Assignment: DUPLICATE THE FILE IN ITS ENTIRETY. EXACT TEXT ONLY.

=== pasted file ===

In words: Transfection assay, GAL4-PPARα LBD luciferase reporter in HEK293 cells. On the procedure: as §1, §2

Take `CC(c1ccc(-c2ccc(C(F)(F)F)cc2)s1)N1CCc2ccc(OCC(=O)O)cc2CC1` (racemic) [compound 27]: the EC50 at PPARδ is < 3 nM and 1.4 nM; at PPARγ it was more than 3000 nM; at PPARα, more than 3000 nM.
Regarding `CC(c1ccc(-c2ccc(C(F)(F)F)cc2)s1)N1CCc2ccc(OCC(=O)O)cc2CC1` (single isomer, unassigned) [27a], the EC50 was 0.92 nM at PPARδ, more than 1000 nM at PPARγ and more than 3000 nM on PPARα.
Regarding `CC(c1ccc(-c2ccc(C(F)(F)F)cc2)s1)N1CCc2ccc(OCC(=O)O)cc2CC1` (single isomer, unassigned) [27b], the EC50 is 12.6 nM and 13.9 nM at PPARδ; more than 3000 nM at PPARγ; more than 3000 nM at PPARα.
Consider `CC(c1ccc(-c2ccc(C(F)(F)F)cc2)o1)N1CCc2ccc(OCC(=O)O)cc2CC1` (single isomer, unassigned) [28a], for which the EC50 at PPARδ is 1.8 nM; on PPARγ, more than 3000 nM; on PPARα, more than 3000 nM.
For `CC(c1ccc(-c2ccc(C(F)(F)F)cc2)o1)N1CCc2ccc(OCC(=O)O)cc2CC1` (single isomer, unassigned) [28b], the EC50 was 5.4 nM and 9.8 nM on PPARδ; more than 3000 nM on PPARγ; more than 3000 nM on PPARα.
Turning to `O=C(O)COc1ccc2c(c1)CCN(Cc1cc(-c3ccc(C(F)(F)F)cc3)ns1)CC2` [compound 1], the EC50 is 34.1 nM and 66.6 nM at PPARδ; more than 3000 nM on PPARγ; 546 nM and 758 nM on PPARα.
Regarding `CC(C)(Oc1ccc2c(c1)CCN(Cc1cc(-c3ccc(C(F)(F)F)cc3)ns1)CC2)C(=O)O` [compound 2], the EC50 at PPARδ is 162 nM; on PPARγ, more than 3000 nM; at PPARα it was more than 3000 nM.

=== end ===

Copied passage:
In words: Transfection assay, GAL4-PPARα LBD luciferase reporter in HEK293 cells. On the procedure: as §1, §2

Take `CC(c1ccc(-c2ccc(C(F)(F)F)cc2)s1)N1CCc2ccc(OCC(=O)O)cc2CC1` (racemic) [compound 27]: the EC50 at PPARδ is < 3 nM and 1.4 nM; at PPARγ it was more than 3000 nM; at PPARα, more than 3000 nM.
Regarding `CC(c1ccc(-c2ccc(C(F)(F)F)cc2)s1)N1CCc2ccc(OCC(=O)O)cc2CC1` (single isomer, unassigned) [27a], the EC50 was 0.92 nM at PPARδ, more than 1000 nM at PPARγ and more than 3000 nM on PPARα.
Regarding `CC(c1ccc(-c2ccc(C(F)(F)F)cc2)s1)N1CCc2ccc(OCC(=O)O)cc2CC1` (single isomer, unassigned) [27b], the EC50 is 12.6 nM and 13.9 nM at PPARδ; more than 3000 nM at PPARγ; more than 3000 nM at PPARα.
Consider `CC(c1ccc(-c2ccc(C(F)(F)F)cc2)o1)N1CCc2ccc(OCC(=O)O)cc2CC1` (single isomer, unassigned) [28a], for which the EC50 at PPARδ is 1.8 nM; on PPARγ, more than 3000 nM; on PPARα, more than 3000 nM.
For `CC(c1ccc(-c2ccc(C(F)(F)F)cc2)o1)N1CCc2ccc(OCC(=O)O)cc2CC1` (single isomer, unassigned) [28b], the EC50 was 5.4 nM and 9.8 nM on PPARδ; more than 3000 nM on PPARγ; more than 3000 nM on PPARα.
Turning to `O=C(O)COc1ccc2c(c1)CCN(Cc1cc(-c3ccc(C(F)(F)F)cc3)ns1)CC2` [compound 1], the EC50 is 34.1 nM and 66.6 nM at PPARδ; more than 3000 nM on PPARγ; 546 nM and 758 nM on PPARα.
Regarding `CC(C)(Oc1ccc2c(c1)CCN(Cc1cc(-c3ccc(C(F)(F)F)cc3)ns1)CC2)C(=O)O` [compound 2], the EC50 at PPARδ is 162 nM; on PPARγ, more than 3000 nM; at PPARα it was more than 3000 nM.